The inevitable computer upgrade

Last night I ordered a new iMac; what may be the last of the big Intel machines from Apple.

27″ 5K screen, 3.8Ghz Intel Core i7-10700K, 8gigs of 2666MHz DDR4 ram, a terabyte of SSD, and a Radeon Pro 5700 XT with 16GB of GDDR6.

I specifically ordered it with the least amount of ram possible because I can upgrade that to 32gigs on my own and for about a quarter of the cost. I went with the i7 versus the i9 because I don’t really do massive multithread work and instead need fewer but faster cores, and the i7 is just that. I also went with 1TB vs something larger as I already have big external drives and terabytes of cloud storage — and the jump from 1TB to 2TB internal was like $400.

It should arrive between the 13th and 17th of this month — riots willing of course.

The 16″ MacBook Pro I have now is a stellar laptop and I picked it up because it’s small and fits into my stuff reduction plan. But since I purchased it I’ve added an external GPU, external PCIe box with my old PCIe SSD in it, a 34″ wide aspect monitor, Bose speakers, etc, etc.

At home the laptop sits on top of the eGPU box, which is about half the size of a regular PC, and has a ton of wiring plugged into it to make all of the external stuff work. All told there’s an entire end-table covered in gear that interfaces to the laptop — or about three times the volume of a 27″ iMac.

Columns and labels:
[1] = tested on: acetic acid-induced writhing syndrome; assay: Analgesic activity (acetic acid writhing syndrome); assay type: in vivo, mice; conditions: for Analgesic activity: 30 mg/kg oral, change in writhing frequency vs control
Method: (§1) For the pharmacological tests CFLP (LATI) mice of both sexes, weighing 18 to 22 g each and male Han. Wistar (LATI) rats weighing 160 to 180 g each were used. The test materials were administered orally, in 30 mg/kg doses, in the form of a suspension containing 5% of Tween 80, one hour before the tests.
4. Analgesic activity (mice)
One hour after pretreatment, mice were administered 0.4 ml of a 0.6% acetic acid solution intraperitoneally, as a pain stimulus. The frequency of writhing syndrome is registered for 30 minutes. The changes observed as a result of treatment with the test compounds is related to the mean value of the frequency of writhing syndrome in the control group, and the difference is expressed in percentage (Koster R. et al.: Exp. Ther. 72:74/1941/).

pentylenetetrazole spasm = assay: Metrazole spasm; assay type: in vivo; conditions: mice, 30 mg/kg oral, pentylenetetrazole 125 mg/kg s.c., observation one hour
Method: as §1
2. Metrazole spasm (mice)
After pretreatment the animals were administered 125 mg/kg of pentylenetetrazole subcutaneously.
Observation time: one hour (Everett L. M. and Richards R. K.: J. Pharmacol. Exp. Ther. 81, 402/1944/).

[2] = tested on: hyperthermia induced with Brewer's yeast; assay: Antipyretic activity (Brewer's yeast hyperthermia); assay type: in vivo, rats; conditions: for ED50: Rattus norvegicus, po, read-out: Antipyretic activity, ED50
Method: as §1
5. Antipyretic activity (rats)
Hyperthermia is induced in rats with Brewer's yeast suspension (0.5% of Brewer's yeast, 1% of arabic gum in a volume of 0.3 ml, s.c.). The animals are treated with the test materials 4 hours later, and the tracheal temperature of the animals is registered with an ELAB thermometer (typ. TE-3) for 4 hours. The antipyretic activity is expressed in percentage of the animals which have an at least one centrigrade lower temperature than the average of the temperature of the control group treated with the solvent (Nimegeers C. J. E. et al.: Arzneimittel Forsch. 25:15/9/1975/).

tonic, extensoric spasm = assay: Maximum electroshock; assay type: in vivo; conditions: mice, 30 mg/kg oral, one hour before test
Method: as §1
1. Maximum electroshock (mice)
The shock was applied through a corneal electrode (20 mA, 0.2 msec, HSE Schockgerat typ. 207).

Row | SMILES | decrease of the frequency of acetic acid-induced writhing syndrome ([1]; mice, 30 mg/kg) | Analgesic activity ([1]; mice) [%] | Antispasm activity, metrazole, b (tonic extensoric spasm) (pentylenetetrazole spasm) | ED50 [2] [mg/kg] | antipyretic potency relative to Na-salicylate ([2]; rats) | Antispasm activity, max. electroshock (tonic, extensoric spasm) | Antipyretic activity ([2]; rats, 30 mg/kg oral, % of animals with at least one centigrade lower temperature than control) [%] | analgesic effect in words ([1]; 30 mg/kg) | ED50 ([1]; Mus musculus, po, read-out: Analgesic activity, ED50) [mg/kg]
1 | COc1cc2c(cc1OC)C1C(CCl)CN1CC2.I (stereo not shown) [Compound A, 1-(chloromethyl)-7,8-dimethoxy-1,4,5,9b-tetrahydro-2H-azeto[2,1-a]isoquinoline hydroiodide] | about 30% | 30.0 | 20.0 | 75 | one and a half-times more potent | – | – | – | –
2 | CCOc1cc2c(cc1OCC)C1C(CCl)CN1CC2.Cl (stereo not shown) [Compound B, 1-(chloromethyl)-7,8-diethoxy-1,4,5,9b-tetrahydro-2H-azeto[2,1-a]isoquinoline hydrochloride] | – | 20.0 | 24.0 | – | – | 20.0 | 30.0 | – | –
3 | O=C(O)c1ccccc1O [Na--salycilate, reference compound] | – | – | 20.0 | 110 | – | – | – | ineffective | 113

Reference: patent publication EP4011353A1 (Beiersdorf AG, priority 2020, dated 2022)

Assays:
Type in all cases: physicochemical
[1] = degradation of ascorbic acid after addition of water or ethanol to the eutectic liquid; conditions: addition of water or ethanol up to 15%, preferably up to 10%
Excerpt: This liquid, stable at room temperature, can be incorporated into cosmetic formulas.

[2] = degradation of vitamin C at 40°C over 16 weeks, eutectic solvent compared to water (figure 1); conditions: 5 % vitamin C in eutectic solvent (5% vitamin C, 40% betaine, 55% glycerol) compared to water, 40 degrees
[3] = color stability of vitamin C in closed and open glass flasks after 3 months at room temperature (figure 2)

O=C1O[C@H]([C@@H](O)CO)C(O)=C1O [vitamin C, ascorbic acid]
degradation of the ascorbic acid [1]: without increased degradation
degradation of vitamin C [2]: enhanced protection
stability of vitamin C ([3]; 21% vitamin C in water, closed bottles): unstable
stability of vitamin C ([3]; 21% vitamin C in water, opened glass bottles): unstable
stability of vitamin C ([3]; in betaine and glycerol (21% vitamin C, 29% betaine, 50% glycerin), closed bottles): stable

Basically I don’t use the laptop as a laptop — it’s more of a small form-factor computer that I plug lots of stuff into.

There’s also the complexities of an eGPU; it works, mostly, but having an ATI 5700 XT in the box and connected over thunderbolt only gives the card 4 PCIe lanes — so it’s operating at about half-speed all the time. Which is fine, I didn’t do the eGPU thing for bleeding edge gaming, it was more to reduce the thermal load on the laptop while doing graphically intense things for hours.

The iMac on the other hand has basically the same card, but operating at full 16-lane PCIe 4.0 speed. So graphically it’s a pretty substantial upgrade and should make Warcraft and Second Life even better. 🙂

The iMac also has a nice 1080p camera, studio-grade microphones, and some quality speakers built-in… So the many weekly online meetings I have to attend won’t require a random camera stuck to the top of my monitor, and a separate mic and my headphones to limit echo.

Lastly Apple gave me about $2000 in trade for the laptop, and 0% financing for 12 months — so the new iMac winds up running me about $120 a month for a year. That’s doable.

And, hey — I took care of both the Christmas and Birthday computer upgrades in one easy purchase — so I’m ahead of the game. 🙂